<strong>Emotionally, losing her and watching him kill her is in my brain all the time.</strong> – Carolyn Tuft

SALT LAKE CITY — Carolyn Tuft says the survivors of last month’s shooting in Aurora, Colo., will never be the same. She knows this because she’s a survivor of the Trolley Square shooting.

On Feb. 12, 2007, Sulejman Talovic, 18, shot and killed five people at Trolley Square and wounded four others before being shot and killed by police.

Tuft and her 15-year-old daughter, Kirsten Hinckley, were both shot by Talovic while shopping at Trolley Square in Salt Lake City. Kirsten was killed.

Tuft said life has been tough emotionally, physically and financially. “It’s affected every facet of your life,” she said. “People think we heal and move on, and we do to some extent, but it changes you.”

Losing her daughter “hurts to the very core,” she said.

“There isn’t a day that goes by that I don’t think about it (the shooting) and my daughter,” she said. “Emotionally, losing her and watching him kill her is in my brain all the time.”

She said her daughter should be enjoying life with her brothers and sister, and she isn’t. Hinckley is missing out on so many important things.

“It’s like a broken heart that I carry around all the time, and it just feels like a heavy broken heart,” she said. “I keep thinking it’s going away, but it actually gets worse.”

Physically, she’s in a lot of pain. “It’s pain that wakes me up in the morning.”

Tuft still suffers from the injuries Talovic inflicted when he pressed the gun to her back and fired. The pellets left throughout her body, in internal organs and around her spine, continue to cause lead poisoning.

“They (the pellets) are imbedded in my kidneys, and it would be impossible to dig all of them out. The ones in my arms you can see them and feel them. I need to get those removed again, but I can’t afford another surgery.”

She has nerve damage, which makes it hard for her to walk and use her arms. She’s unable to afford the medication she needs to treat the lead poisoning because she is unable to work and has no health insurance.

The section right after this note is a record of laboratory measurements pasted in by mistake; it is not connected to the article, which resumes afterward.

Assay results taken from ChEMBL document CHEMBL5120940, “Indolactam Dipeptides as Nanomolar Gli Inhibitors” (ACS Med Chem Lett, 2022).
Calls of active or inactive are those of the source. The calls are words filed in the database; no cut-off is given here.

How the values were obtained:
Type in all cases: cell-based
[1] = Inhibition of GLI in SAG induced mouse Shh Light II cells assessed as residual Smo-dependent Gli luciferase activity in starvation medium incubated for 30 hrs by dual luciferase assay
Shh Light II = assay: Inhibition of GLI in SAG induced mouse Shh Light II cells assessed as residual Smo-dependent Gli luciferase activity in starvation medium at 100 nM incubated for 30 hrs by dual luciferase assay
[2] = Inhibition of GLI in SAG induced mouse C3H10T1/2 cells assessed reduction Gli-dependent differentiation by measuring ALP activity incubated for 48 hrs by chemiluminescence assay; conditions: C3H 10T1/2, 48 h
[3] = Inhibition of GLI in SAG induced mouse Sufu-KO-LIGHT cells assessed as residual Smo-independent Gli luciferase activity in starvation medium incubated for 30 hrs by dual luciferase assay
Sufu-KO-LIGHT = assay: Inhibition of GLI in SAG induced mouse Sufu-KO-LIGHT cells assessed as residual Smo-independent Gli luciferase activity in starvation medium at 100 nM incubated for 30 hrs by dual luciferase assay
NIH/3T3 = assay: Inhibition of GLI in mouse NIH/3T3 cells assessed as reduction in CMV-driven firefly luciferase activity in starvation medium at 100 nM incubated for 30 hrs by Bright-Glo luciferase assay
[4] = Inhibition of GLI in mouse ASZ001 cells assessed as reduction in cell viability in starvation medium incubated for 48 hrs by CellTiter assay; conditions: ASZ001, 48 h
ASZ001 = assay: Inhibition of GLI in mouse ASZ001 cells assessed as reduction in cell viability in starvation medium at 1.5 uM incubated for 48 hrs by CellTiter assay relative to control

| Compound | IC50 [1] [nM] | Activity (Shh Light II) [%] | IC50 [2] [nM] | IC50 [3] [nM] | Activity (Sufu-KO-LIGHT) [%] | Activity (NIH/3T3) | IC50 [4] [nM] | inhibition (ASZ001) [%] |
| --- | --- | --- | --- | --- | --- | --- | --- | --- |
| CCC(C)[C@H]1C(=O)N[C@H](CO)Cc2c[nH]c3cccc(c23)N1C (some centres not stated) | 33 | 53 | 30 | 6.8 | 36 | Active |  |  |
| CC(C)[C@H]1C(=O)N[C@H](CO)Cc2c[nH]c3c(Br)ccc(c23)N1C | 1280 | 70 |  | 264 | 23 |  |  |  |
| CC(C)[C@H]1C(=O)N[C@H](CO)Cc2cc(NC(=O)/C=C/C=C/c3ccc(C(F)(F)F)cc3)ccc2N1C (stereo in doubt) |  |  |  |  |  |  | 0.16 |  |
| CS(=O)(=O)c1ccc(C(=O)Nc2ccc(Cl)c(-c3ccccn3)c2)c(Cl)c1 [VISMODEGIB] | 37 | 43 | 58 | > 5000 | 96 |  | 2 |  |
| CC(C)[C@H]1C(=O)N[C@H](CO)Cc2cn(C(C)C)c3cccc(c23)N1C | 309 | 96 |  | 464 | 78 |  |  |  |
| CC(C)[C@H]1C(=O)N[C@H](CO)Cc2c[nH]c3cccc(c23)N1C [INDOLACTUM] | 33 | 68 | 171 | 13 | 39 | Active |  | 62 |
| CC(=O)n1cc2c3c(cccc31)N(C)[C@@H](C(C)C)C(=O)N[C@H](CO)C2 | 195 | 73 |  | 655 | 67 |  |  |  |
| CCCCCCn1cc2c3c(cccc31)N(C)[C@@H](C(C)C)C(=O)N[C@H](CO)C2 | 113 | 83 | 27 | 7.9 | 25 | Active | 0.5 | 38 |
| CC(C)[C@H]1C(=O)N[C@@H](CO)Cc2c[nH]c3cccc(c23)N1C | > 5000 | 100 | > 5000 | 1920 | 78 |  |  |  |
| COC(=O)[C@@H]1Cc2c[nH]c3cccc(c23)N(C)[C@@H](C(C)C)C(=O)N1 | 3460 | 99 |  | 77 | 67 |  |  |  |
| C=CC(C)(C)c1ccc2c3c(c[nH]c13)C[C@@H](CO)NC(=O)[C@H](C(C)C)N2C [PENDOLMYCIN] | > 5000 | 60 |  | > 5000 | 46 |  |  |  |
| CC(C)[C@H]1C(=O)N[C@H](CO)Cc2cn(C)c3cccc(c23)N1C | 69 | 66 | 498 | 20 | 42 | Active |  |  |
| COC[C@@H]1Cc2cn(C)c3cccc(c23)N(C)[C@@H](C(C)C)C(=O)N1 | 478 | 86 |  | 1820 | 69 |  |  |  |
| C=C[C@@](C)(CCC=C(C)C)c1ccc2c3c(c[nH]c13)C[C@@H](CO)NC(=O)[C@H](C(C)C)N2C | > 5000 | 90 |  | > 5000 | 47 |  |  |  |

The bills keep mounting because Tuft has to have regular doctor visits and testing to check her lead levels.

Before the shooting, she said she had perfect credit. She had her own business, but she lost it because she wasn’t able to work because of the injuries. Her credit is now ruined.

While the hospital wrote off some bills and donations helped, it didn’t come close to covering her medical and living expenses, Tuft said. The bills keep coming and she now owes about $12,000.

“It isn’t anything that I’ve done to cause this, that’s the hard part,” she said. “I tried to be responsible and pay my bills, and I didn’t cause this, but I’m going to be paying for it for the rest of my life.”

She said some of the victims of the Aurora shooting will probably go through what she has over the years. James Holmes, 24, is accused of killing 12 people and injuring 58 on July 20 at the midnight showing of “The Dark Knight Rises.”

“I’m a single mom,” Tuft said. "I didn’t have anything to fall back on. I didn’t have the husband at home that was bringing in an income.”

Many of the Colorado victims will have ongoing medical bills for the rest of their life, she said. The Colorado woman who lost her 6-year-old daughter in the Aurora theater shooting and suffered a miscarriage is expected to be paralyzed as a result of her injuries.

“I’m heart-broken for her because I know what she’s going to have to face,” Tuft said on the verge of tears. “It’s so sad.”

She said she would talk to the Aurora victims to help them understand their pain, if they want.

Even though life has been tough, her children give her strength.

“I have three other kids who I adore. We are close. That’s what kept me. They need their mom still.”

E-mail: vvo-duc@ksl.com, psamore@ksl.com